I’ve spent too much of my life feeling like an inferior Jew. First of all, it’s hard enough to define one’s Judaism. When I was asked what type of Jew I was in the past, I’d answer “I was raised Reform,” or “I’m culturally Jewish.” Now I sometimes say I’m “Con-form” or “Refervative.” The only reason I won’t commit to Conservative is because I want to join a synagogue that acknowledges the importance of gender equity.
When I was a growing up, I played with Barbie dolls and Thomas the Tank engine play sets. My engineering school has a male-heavy environment, and I’ve faced a lot of disrespectful comments and gender discrimination during my engineering education and various internships in engineering roles. From “You must be my new secretary!” to words too offensive to post online, I face gender-based discrimination more often than anyone should have to. Sometimes I wonder how Orthodox women do it. I had jobs that required wearing pants, and I wonder what would happen if I were strictly following Halakha. Which brings me back to the topic of not being Jewish enough.
The following things make me feel like I’ve missed out on a lot of aspects of Judaism that a lot of young Jews share:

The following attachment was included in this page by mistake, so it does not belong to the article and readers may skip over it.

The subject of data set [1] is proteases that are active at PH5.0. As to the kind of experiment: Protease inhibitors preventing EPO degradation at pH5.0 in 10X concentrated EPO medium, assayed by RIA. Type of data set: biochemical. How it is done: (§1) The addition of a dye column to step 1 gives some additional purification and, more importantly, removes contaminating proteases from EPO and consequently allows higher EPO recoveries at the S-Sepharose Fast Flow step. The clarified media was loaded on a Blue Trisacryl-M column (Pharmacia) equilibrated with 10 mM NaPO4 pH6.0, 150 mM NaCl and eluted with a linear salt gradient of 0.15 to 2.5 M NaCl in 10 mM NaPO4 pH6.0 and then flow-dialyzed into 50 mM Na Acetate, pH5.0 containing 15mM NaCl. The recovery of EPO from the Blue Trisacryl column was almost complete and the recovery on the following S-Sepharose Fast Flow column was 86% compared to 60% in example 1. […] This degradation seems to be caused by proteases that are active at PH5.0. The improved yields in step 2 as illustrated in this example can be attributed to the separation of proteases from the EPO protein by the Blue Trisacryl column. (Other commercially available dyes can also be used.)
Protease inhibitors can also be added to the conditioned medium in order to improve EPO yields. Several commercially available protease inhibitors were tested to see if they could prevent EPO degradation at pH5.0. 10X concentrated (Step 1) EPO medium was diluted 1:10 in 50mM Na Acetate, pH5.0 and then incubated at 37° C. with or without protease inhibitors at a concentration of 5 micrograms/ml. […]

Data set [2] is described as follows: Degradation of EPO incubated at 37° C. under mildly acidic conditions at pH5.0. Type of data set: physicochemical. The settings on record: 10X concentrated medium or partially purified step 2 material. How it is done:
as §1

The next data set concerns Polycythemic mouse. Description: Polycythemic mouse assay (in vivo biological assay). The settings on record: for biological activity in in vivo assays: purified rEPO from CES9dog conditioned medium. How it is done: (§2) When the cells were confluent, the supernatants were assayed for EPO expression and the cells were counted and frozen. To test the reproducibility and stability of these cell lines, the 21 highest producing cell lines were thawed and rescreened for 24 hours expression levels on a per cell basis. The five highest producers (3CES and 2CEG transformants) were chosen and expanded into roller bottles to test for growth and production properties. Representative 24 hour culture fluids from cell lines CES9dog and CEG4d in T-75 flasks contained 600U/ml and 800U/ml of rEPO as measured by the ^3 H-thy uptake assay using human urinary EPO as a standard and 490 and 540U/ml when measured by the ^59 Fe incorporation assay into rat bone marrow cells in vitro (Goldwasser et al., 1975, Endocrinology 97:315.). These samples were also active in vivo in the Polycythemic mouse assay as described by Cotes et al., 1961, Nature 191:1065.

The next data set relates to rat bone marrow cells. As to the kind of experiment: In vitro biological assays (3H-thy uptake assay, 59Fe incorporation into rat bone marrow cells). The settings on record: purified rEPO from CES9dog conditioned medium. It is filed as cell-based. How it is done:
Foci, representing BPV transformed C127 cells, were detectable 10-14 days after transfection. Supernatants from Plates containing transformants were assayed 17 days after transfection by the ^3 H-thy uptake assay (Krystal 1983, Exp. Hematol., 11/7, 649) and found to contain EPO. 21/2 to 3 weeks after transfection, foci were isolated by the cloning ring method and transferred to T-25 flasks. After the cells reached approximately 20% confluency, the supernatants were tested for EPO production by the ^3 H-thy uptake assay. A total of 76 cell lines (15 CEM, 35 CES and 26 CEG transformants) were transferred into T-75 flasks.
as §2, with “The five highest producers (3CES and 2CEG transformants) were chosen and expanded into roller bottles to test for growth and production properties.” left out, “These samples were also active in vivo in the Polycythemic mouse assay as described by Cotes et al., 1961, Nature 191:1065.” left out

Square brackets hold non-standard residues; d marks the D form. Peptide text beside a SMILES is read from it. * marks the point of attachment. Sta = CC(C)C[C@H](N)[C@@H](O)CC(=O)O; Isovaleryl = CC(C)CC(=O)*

- Going to Jewish sleep away camps (Too old now).
- Going to synagogue every week (Not quite ready for this yet).
- Having weekly family Shabbat Dinners (Why not start? I may have to find a makeshift family of other rogue Jews).
- Going to Jewish day schools (Too old now).
- Reading the Torah start to finish (I’m reading Exodus at the moment).
- Belonging to a youth group (They have groups for young professionals)!
Maybe I’ve missed out on a lot of Jewish activities, but that doesn’t have any bearing on my future. I was raised in a primarily secular household, but I think I still picked up a lot of core Jewish values. Missing out in my childhood just makes me more motivated to participate as an adult.
Last summer, I lived in one of the least Jewish areas in the United States. When I went to the only Reform synagogue in reasonable driving distance, I met people who felt like family to me from day one. They hugged me when I told them I was coming to say Kaddish for my beloved grandfather; and when I told them I was 2000 miles from any family, they jumped at the opportunity to make me feel welcome.